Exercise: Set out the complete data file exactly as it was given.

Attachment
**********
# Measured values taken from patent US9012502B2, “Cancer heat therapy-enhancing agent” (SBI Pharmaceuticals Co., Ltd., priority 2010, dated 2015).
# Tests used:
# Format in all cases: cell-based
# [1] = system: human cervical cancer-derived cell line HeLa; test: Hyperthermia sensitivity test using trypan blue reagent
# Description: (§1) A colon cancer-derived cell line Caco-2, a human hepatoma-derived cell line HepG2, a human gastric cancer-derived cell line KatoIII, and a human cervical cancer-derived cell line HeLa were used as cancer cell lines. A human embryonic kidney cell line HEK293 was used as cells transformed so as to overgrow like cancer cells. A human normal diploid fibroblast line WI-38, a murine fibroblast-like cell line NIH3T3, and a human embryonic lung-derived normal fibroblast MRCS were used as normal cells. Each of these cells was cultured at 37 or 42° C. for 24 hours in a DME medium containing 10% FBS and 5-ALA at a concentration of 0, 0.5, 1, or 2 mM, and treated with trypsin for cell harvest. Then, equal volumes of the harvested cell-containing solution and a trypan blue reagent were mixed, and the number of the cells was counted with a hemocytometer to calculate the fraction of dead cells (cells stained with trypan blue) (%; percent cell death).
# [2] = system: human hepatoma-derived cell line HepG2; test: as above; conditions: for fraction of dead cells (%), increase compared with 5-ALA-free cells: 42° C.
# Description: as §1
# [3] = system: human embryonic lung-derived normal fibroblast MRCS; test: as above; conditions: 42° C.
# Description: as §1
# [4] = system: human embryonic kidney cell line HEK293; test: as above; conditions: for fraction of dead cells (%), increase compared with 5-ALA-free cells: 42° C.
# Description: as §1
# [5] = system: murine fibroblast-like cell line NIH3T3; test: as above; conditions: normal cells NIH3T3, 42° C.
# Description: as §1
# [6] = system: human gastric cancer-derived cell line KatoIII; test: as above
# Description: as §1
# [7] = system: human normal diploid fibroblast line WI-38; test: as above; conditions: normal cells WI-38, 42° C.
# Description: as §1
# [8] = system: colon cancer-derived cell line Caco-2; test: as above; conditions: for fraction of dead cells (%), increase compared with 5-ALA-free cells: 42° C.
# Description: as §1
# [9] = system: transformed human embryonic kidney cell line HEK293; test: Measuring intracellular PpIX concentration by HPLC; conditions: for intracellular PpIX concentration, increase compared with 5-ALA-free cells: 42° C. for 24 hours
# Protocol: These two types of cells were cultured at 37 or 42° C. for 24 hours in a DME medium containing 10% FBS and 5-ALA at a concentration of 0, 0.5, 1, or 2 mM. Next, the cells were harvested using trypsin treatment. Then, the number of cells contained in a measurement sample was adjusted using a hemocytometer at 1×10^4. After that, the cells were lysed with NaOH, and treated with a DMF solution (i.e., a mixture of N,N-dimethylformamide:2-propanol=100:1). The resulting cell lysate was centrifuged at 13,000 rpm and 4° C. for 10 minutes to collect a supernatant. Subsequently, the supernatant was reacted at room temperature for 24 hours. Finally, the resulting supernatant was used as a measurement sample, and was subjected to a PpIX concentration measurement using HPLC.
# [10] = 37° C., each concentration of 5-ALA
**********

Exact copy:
# Measured values taken from patent US9012502B2, “Cancer heat therapy-enhancing agent” (SBI Pharmaceuticals Co., Ltd., priority 2010, dated 2015).
# Tests used:
# Format in all cases: cell-based
# [1] = system: human cervical cancer-derived cell line HeLa; test: Hyperthermia sensitivity test using trypan blue reagent
# Description: (§1) A colon cancer-derived cell line Caco-2, a human hepatoma-derived cell line HepG2, a human gastric cancer-derived cell line KatoIII, and a human cervical cancer-derived cell line HeLa were used as cancer cell lines. A human embryonic kidney cell line HEK293 was used as cells transformed so as to overgrow like cancer cells. A human normal diploid fibroblast line WI-38, a murine fibroblast-like cell line NIH3T3, and a human embryonic lung-derived normal fibroblast MRCS were used as normal cells. Each of these cells was cultured at 37 or 42° C. for 24 hours in a DME medium containing 10% FBS and 5-ALA at a concentration of 0, 0.5, 1, or 2 mM, and treated with trypsin for cell harvest. Then, equal volumes of the harvested cell-containing solution and a trypan blue reagent were mixed, and the number of the cells was counted with a hemocytometer to calculate the fraction of dead cells (cells stained with trypan blue) (%; percent cell death).
# [2] = system: human hepatoma-derived cell line HepG2; test: as above; conditions: for fraction of dead cells (%), increase compared with 5-ALA-free cells: 42° C.
# Description: as §1
# [3] = system: human embryonic lung-derived normal fibroblast MRCS; test: as above; conditions: 42° C.
# Description: as §1
# [4] = system: human embryonic kidney cell line HEK293; test: as above; conditions: for fraction of dead cells (%), increase compared with 5-ALA-free cells: 42° C.
# Description: as §1
# [5] = system: murine fibroblast-like cell line NIH3T3; test: as above; conditions: normal cells NIH3T3, 42° C.
# Description: as §1
# [6] = system: human gastric cancer-derived cell line KatoIII; test: as above
# Description: as §1
# [7] = system: human normal diploid fibroblast line WI-38; test: as above; conditions: normal cells WI-38, 42° C.
# Description: as §1
# [8] = system: colon cancer-derived cell line Caco-2; test: as above; conditions: for fraction of dead cells (%), increase compared with 5-ALA-free cells: 42° C.
# Description: as §1
# [9] = system: transformed human embryonic kidney cell line HEK293; test: Measuring intracellular PpIX concentration by HPLC; conditions: for intracellular PpIX concentration, increase compared with 5-ALA-free cells: 42° C. for 24 hours
# Protocol: These two types of cells were cultured at 37 or 42° C. for 24 hours in a DME medium containing 10% FBS and 5-ALA at a concentration of 0, 0.5, 1, or 2 mM. Next, the cells were harvested using trypsin treatment. Then, the number of cells contained in a measurement sample was adjusted using a hemocytometer at 1×10^4. After that, the cells were lysed with NaOH, and treated with a DMF solution (i.e., a mixture of N,N-dimethylformamide:2-propanol=100:1). The resulting cell lysate was centrifuged at 13,000 rpm and 4° C. for 10 minutes to collect a supernatant. Subsequently, the supernatant was reacted at room temperature for 24 hours. Finally, the resulting supernatant was used as a measurement sample, and was subjected to a PpIX concentration measurement using HPLC.
# [10] = 37° C., each concentration of 5-ALA